Note that two of the paths in Figure 3 have positive test results (marked with red). Thus $P[+]$ is the sum of two quantities with $P[+]=P[H] \times P(+ \lvert H)+P[S] \times P(+ \lvert S)$. One of the quantities is for the case of the patient being healthy and the other is for the case of the patient being sick. With $P[S \text{ and } +]=P[S] \times P[+ \lvert S]$, and plugging in $P[+]$,

$\displaystyle P[S \lvert +]=\frac{P[S] \times P(+ \lvert S)}{P[H] \times P(+ \lvert H)+P[S] \times P(+ \lvert S)}$

The above is the Bayes’ formula in the specific context of a medical diagnostic test. Though a famous formula, there is no need to memorize it. If using the tree diagram approach, look for the two paths for the positive test results. The ratio of the path for “sick” patients to the sum of the two paths would be the backward conditional probability $P[S \lvert +]$.

Regardless of using tree diagrams, the Bayesian idea is that a positive test result is explained by two causes. One is that the patient is healthy. Then the contribution to a positive result is $P[H \text{ and } +]=P[H] \times P[+ \lvert H]$. The other cause of a positive result is that the patient is sick. Then the contribution to a positive result is $P[S \text{ and } +]=P[S] \times P[+ \lvert S]$. The ratio of the “sick” cause to the sum total of the two causes is the backward conditional probability $P[S \lvert +]$. However, a tree diagram is clearly a very handy device to clarify the Bayesian calculation.

Further Discussion of the Example

The calculation in Figure 3 is based on the prevalence of the disease of 1%, i.e. $P[S]=0.01$. The hypothetical disease in the example affects one person in 100. With $P[S \lvert +]$ being relatively small (just 8.33%), we cannot place much confidence on a positive result. One important point to understand is that the confidence on a positive result is determined by the prevalence of the disease in addition to the accuracy of the test. Thus the less common the disease, the less confidence we can place on a positive result. On the other hand, the more common the disease, the more confidence we can place on a positive result.

Let’s try some extreme examples. Suppose that we are to test for a disease that nobody has (think testing for ovarian cancer among men or prostate cancer among women). Then we would have no confidence on a positive test result. In such a scenario, all positives would be healthy people. Any healthy patient that receives a positive result would be called a false positive. Thus in the extreme scenario of a disease with 0% prevalence among the patients being tested, we do not have any confidence on a positive result being correct.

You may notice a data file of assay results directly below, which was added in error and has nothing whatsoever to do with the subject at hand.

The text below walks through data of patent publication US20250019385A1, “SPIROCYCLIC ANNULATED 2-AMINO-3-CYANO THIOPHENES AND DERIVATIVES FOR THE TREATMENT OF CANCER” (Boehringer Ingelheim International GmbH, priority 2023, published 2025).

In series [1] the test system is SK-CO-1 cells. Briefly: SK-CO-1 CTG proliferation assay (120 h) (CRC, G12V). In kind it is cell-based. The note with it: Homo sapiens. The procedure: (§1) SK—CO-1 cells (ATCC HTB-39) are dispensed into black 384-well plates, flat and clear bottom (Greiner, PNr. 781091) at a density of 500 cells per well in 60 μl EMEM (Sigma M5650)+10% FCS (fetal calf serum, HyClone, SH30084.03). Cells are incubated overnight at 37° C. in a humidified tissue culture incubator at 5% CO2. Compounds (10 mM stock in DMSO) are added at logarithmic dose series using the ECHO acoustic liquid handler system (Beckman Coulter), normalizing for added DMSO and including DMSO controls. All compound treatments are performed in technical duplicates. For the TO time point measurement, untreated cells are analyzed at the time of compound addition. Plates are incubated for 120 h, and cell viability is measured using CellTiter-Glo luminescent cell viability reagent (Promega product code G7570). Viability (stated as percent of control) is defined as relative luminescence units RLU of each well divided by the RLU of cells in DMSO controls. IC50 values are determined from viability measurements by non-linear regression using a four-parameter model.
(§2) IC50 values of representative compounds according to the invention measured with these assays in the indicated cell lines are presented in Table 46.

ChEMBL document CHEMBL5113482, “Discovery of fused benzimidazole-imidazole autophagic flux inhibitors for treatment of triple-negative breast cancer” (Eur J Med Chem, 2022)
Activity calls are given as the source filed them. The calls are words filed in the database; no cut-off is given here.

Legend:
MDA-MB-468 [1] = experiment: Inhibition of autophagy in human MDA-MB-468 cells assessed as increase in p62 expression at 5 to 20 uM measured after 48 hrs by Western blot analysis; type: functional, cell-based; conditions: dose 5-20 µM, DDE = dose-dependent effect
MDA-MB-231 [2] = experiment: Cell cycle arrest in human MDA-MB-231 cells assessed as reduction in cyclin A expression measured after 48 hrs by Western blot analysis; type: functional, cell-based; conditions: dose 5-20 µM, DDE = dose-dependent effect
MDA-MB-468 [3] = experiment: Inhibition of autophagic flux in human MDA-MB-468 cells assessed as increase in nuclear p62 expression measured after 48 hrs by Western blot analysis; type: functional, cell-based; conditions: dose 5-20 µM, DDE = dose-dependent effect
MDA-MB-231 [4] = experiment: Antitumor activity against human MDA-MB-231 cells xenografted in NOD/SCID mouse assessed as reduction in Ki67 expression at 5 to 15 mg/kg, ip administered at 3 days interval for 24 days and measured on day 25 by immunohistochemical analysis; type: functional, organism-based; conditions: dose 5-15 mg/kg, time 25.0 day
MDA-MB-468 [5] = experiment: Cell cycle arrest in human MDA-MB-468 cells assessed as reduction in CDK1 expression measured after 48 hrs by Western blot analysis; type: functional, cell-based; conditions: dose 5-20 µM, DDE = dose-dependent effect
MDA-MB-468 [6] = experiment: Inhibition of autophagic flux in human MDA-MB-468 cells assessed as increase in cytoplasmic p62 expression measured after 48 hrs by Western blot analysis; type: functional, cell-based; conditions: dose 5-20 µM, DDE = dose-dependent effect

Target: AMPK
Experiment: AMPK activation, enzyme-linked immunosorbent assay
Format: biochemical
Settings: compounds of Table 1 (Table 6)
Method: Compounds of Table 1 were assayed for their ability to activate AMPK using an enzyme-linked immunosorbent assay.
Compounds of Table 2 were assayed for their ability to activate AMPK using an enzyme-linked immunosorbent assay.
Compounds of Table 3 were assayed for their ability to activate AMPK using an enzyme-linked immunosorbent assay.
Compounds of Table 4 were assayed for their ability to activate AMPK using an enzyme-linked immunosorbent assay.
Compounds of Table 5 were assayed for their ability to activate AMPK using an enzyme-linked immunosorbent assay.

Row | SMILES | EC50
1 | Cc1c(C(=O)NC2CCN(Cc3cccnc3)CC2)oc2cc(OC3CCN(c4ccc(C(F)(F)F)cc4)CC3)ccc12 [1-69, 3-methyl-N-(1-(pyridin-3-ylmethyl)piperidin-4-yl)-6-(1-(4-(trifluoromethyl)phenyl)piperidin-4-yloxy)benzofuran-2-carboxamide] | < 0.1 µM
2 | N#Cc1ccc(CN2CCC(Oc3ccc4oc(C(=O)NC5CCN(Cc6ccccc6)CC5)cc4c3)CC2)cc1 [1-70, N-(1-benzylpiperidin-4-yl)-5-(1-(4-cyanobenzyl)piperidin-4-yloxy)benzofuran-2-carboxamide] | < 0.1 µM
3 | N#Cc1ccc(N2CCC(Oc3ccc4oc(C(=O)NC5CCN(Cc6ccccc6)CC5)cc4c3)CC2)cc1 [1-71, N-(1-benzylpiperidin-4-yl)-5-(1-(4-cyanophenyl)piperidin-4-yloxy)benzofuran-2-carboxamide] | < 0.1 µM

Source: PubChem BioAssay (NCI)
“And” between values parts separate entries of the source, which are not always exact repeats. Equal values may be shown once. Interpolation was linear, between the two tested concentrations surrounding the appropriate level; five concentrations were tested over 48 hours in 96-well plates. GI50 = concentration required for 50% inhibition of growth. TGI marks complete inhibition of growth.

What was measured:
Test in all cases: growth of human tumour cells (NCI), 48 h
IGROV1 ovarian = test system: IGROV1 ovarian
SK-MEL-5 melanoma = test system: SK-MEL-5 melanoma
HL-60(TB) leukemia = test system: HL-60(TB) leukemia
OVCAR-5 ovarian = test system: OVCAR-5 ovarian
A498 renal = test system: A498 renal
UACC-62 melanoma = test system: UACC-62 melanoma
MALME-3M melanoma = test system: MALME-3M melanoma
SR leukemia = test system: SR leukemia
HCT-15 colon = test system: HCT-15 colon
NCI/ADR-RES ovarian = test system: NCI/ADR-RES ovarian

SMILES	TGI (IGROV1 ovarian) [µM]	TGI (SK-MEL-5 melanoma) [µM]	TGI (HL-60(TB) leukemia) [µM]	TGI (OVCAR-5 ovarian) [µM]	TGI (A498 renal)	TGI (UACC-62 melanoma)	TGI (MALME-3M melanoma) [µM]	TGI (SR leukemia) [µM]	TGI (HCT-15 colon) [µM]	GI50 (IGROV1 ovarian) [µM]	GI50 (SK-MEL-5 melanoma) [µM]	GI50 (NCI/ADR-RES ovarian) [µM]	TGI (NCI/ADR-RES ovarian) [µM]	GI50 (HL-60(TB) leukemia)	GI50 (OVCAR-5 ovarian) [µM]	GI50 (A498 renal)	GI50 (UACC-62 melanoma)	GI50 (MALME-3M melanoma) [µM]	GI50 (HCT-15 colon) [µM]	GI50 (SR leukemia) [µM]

On the other hand, suppose we are to test for a disease that everybody has. Then it would then be clear that a positive result would always be a correct result. In such a scenario, all positives would be sick patients. Any sick patient that receives a positive test result is called a true positive. Thus in the extreme scenario of a disease with 100% prevalence, we would have great confidence on a positive result being correct.

Thus prevalence of a disease has to be taken into account in the calculation for the backward conditional probability $P[S \lvert +]$. For the hypothetical disease discussed here, let’s look at the long run results of applying the test to 10,000 patients. The next tree diagram shows the results.

Figure 4 – Tree Diagram with 10,000 Patients

Out of 10,000 patients being tested, 100 of them are expected to have the disease in question and 9,900 of them are healthy. With the test being 90% accurate, about 90 of the 100 sick patients would show positive results (these are the true positives). On the other hand, there would be about 990 false positives (10% of the 9,900 healthy patients). There are 990 + 90 = 1,080 positives in total and only 90 of them are true positives. Thus $P[S \lvert +]$ is 90/1080 = 8.33%.

What if the disease in question has a prevalence of 8.33%? What would be the backward conditional probability $P[S \lvert +]$ assuming that the test is still 90% accurate?

\displaystyle \begin{aligned} P[S \lvert +]&=\frac{P[S] \times P(+ \lvert S)}{P[H] \times P(+ \lvert H)+P[S] \times P(+ \lvert S)} \\&=\frac{0.0833 \times 0.9}{0.9167 \times 0.1+0.0833 \times 0.9} =0.44989 \approx 45 \% \end{aligned}

With $P[S \lvert +]=0.45$, there is a great deal more confidence on a positive result. With the test accuracy being the same (90%), the greater confidence is due to the greater prevalence of the disease. With $P[S]=0.0833$ being greater than 0.01, a greater portion of the positives would be true positives. The higher the prevalence of the disease, the greater the probability $P[S \lvert +]$. Just to further illustrate this point, suppose the test for a disease has a 90% accuracy rate and the prevalence for the disease is 45%. The following calculation gives $P[S \lvert +]$.